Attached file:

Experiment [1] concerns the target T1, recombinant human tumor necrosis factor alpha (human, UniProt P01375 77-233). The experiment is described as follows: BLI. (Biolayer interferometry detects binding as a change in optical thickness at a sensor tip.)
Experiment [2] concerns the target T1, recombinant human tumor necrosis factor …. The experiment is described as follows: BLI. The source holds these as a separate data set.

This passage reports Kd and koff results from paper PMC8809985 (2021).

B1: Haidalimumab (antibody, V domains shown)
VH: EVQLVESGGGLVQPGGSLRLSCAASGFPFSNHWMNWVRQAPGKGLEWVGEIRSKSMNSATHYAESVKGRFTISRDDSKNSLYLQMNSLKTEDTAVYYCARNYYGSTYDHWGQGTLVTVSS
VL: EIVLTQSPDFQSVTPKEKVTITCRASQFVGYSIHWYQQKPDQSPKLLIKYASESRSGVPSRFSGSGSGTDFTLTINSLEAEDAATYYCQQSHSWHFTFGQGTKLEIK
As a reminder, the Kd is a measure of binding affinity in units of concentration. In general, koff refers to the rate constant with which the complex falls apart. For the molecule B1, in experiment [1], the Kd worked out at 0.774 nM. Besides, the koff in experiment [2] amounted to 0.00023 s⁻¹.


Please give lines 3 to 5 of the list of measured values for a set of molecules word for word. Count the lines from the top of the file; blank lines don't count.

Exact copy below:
This passage reports Kd and koff results from paper PMC8809985 (2021).

B1: Haidalimumab (antibody, V domains shown)
VH: EVQLVESGGGLVQPGGSLRLSCAASGFPFSNHWMNWVRQAPGKGLEWVGEIRSKSMNSATHYAESVKGRFTISRDDSKNSLYLQMNSLKTEDTAVYYCARNYYGSTYDHWGQGTLVTVSS